Absentee Ballot Request Forms Now Available At Kroger Stores Throughout Hamilton County
Absentee ballot applications are being placed at the customer service desks of 12 Kroger stores throughout Hamilton County, a release from the Board of Elections states. Director Sherry Poland says the decision came about after finding many people lacked access to print the required online form.
"A lot of people have online access these days, but not everyone has a printer," Poland says, adding Ohio law does not allow for submitting electronic copies online. "The absentee application is required to be completed signed and sent," she says.
Deputy Director Sally Krisel came up with the idea to place the request forms at area Kroger stores and the grocery chain quickly agreed.
"I wish we could send them to every store; we just don't have the resources," Poland says.
Participating Kroger stores include:
- Anderson: 7580 Beechmont
- Cleves: 4001 State Route 128
- Delhi: 5080 Delhi Pike
- Downtown: 100 E. Court Street
- Forest Park: 1212 W. Kemper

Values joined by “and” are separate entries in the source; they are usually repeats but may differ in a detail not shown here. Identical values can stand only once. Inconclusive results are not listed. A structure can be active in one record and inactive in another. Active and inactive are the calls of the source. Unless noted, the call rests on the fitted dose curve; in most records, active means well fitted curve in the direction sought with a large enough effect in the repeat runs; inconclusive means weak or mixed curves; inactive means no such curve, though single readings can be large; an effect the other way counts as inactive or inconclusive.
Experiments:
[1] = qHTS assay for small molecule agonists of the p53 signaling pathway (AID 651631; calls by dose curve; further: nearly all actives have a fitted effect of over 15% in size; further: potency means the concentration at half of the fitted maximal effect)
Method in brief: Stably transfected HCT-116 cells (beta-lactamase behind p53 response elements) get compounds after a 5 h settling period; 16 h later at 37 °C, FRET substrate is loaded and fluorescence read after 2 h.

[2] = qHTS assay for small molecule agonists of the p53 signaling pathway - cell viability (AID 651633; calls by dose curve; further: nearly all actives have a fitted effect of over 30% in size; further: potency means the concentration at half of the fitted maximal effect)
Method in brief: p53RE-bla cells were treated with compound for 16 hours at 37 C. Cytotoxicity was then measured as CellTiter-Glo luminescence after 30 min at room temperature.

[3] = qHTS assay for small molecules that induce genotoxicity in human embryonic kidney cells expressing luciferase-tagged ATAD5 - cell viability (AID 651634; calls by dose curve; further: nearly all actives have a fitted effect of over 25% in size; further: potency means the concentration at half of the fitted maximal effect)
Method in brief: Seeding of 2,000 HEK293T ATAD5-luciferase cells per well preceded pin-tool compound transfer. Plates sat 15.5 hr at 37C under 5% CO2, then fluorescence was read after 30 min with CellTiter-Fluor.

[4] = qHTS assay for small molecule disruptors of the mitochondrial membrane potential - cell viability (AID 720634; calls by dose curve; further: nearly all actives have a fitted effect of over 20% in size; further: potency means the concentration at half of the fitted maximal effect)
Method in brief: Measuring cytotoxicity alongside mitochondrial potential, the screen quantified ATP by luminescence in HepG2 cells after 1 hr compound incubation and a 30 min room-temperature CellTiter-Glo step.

- Harrison: 10477 Harrison
- Hyde Park: 3780 Paxton
- North College Hill: 7132 Hamilton
- St. Bernard: 4777 Kenard
- Oakley: 4613 Marburg
- Price Hill: 3609 Warsaw
- Woodlawn: 10595 Springfield Pike
If you can't make it to an area Kroger, you have until noon on Saturday, April 25, to request an absentee ballot. After receiving your request form, the board will mail ballots to eligible voters with a postage-paid return envelope. The deadline to return your ballot depends on whether you drop-off your ballot to the board in person or send it through the mail.
If you plan to drop it off, "in order to be counted the evening of April 28, it must be received at the board by 7:30 p.m. on April 28," Poland says. "(If sending by mail) as long as the ballot is postmarked by April 27 and received at the board by May 8 it will be counted in the official count, which takes place a few weeks later, and that is standard."
Ohio's primary election was supposed to be held on March 17, but that came to a halt March 16, only hours before polling places were to open, when Ohio Health Department Director Dr. Amy Acton ordered the polls to remain closed to protect voters from people carrying the COVID-19 virus. Late last month, state legislators passed a bill saying Ohioans can vote by absentee ballot through April 28.
This means Ohio's primary election will largely be all-absentee, with one exception: "Disabled persons who are unable to cast a ballot without help will be allowed to go to the Board of Elections in their particular counties on April 28 and cast an in-person ballot," WVXU Senior Political Analyst Howard Wilkinson says. "But everybody else's are going to be absentee, mail-in ballots, which is highly unusual for Ohio."